Crowns & Bridges
If you are missing a tooth or more than one tooth, you are well aware of the importance of a full compliment of teeth, working together, to provide proper chewing ability as well as to add to your overall appearance. When you are missing teeth, it can often be difficult to speak, chew, and smile. You can restore your smile, chewing ability, and overall oral health with a fixed bridge. With help from our in-house dental laboratory
we help shorten wait times and maximize accuracy and personalization throughout the process with no need to send out cases.
A bridge (also called a fixed partial denture) is a restoration, which replaces or spans the space where one or more teeth have been lost. There are two types of bridges – fixed and removable. Fixed bridges are bonded into place and can only be removed by a dentist. On the other hand, you can take out a removable bridge for cleaning. Removable bridges, while less expensive, may not be as desirable as fixed bridges and are not generally as stable.
Long-Term Dental Health
Bridges help maintain the natural shape of your face and may help support your lips and cheeks. The loss of a back tooth may cause your mouth to sink and your face to look older. Teeth are designed to complement each other, so when a tooth is lost, the nearby teeth may tilt toward the empty space, or the teeth in the opposite jaw may move up or down toward the space. This places unusual stress on both the teeth and tissues in your mouth and a bridge is required for overall dental health.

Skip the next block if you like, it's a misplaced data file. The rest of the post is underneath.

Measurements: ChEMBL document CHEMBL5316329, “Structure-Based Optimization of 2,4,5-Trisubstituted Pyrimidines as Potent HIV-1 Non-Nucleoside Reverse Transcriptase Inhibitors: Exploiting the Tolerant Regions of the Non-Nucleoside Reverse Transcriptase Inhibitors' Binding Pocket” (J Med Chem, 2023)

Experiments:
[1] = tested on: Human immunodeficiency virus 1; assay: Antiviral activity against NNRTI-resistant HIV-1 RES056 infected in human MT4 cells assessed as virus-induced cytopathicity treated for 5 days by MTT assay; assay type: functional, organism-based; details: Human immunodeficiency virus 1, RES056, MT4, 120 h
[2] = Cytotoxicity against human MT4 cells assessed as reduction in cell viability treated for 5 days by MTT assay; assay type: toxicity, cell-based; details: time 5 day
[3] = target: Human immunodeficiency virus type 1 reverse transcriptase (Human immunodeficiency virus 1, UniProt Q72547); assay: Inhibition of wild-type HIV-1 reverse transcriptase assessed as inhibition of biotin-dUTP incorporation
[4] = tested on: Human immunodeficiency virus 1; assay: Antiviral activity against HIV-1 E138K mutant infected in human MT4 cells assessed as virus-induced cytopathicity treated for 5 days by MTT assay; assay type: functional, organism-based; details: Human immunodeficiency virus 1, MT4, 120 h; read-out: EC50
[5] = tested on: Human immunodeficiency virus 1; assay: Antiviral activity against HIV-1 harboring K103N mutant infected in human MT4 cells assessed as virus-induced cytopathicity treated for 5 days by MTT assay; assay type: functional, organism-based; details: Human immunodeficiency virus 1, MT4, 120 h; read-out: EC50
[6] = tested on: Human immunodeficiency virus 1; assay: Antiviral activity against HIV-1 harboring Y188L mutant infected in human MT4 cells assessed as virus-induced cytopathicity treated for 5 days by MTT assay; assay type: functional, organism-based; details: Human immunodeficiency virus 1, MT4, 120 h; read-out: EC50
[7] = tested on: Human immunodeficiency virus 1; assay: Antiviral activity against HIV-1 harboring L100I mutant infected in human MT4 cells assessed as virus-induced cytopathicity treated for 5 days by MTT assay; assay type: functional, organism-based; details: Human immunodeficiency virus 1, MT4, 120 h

With missing teeth, gum tissues and the bone that hold teeth in place can break down, increasing the risk of gum disease. Teeth that have tipped are difficult to clean, making them more likely to decay. As a result, even more teeth may be lost.
How Crowns & Bridges Work Together
A fixed bridge is commonly cemented to the natural teeth next to the space left by the missing tooth. A false tooth (called a pontic) replaces the lost tooth. The pontic is attached to the crowns (restorations that cover a tooth). Crowns, which are cemented onto the natural teeth, provide support for the bridge.
In some instances, a resin-bonded bridge, frequently called a “Maryland Bridge,” can be used to replace one or more missing teeth. Because the bridge is attached by a special procedure called bonding, it doesn’t require the use of crowns or extensive tooth preparation. Your specialist can determine whether this treatment method is appropriate for you.
What To Expect
Dental bridges can be made from various materials including gold, precious alloys, porcelain, zirconia, or a combination of these materials. Your specialist will discuss with you which materials are best for your unique needs.
It is imperative that you keep your remaining teeth in optimal health. This can be done by brushing your teeth at least twice a day and cleaning between your teeth with floss or interdental cleaning products. A visit to your dentist at least twice a year is imperative to proper oral health maintenance. The success of your dental bridge depends on its foundation.